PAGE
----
Some 1.5 billion sensitive online files, from pay stubs to medical scans to patent applications, are visible on the open internet, security researchers said Thursday.
Researchers from the cybersecurity firm Digital Shadows said a scanning tool used in the first three months of 2018 found mountains of private data online from people and companies across the world.
The unprotected data amounted to some 12 petabytes, or four thousand times larger than the "Panama Papers" document trove which exposed potential corruption in dozens of countries.
"These are files that are freely available" to anyone with minimal technical knowledge, said Rick Holland, a vice president at Digital Shadows.
Holland told AFP his team scanned the web and found unsecured files, adding "we didn't authenticate to anything."
The availability of open data makes it easier for hackers, nation-states or rival companies to steal sensitive information, Holland said.
"It makes attackers' jobs much easier. It shortens the reconnaissance phase," he added.
The researchers said in the report that even amid growing concerns about hackers attacking sensitive data, "we aren't focusing on our external digital footprints and the data that is already publicly available via misconfigured cloud storage, file exchange protocols, and file sharing services."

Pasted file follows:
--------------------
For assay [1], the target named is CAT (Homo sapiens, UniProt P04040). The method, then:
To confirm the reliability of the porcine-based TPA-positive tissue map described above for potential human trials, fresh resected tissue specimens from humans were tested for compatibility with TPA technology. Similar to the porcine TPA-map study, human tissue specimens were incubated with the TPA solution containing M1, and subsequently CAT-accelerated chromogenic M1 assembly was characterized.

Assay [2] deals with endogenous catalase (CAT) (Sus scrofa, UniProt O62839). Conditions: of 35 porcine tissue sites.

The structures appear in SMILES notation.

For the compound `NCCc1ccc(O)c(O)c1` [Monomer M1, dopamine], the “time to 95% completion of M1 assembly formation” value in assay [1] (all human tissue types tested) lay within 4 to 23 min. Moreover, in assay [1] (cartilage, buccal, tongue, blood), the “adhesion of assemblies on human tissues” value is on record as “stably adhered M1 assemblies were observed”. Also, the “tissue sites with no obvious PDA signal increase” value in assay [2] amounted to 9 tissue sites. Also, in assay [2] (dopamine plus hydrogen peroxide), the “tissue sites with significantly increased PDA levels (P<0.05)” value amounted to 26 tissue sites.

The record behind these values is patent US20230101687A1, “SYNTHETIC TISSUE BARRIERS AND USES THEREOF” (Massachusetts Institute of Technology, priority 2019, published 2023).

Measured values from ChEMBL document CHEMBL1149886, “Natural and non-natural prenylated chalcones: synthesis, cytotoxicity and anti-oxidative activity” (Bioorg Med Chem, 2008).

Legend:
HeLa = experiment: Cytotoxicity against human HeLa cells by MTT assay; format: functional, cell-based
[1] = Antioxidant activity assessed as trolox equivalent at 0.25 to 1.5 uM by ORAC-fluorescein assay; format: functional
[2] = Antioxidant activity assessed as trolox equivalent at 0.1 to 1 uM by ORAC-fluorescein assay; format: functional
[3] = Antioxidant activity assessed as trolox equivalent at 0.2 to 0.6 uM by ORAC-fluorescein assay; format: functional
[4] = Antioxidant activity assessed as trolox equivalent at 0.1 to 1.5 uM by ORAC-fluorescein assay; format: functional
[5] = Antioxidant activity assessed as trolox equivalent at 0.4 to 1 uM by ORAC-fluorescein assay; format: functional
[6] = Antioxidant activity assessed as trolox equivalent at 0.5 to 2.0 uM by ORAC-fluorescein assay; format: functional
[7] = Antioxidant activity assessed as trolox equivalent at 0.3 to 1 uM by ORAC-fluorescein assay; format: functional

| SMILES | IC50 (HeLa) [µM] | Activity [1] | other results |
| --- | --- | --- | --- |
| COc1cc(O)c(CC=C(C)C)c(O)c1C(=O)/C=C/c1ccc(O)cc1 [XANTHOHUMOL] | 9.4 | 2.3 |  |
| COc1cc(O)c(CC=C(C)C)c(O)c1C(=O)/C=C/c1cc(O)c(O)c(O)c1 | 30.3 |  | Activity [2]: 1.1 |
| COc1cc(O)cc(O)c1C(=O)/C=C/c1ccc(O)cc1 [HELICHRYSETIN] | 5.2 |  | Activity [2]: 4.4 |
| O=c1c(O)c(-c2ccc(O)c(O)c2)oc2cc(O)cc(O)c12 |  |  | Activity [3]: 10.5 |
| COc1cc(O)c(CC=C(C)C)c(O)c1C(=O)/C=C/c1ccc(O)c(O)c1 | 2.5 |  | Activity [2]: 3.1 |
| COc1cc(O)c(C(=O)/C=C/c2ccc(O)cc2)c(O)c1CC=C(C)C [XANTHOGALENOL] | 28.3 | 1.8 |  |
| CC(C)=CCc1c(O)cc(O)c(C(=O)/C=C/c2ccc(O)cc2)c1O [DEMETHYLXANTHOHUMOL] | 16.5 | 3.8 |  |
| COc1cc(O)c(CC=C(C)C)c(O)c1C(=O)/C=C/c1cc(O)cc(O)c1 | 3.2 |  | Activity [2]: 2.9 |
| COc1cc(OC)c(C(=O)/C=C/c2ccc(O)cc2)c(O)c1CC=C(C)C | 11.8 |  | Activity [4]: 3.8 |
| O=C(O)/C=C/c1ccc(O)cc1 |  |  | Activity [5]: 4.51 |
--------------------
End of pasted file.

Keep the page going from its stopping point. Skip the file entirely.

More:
A significant amount of the data left open was from payroll and tax return files, which accounted for 700,000 and 60,000 files respectively, Digital Shadows said.
It noted medical files and lists were also weakly protected, with some 2.2 million body scans open to inspection.
Many corporate secrets were also out in the open including designs, patent summaries and details of yet-to-be-released products.
"While organizations may consider insiders, network intrusions and phishing campaigns as sources of corporate espionage, these findings demonstrate that there is already a large amount of sensitive data publicly available," the report said.
The researchers said about 36 percent of the files were located in the European Union. The United States had the largest amount for a single country at 16 percent, but exposed files were also seen around the world including in Asia and the Middle East.
About seven percent of the data was in "misconfigured" cloud Amazon cloud computing storage. Holland said the main problem was not in the cloud computing itself but how users manage their data.
In some cases, users "are backing up their data to the (open) web without knowing it," Holland said.
The majority of the files found by Digital Shadows were exposed by poor security practices in servers and file-sharing protocols.
"Third parties and contractors were among the most common sources of sensitive data exposure," the report said.
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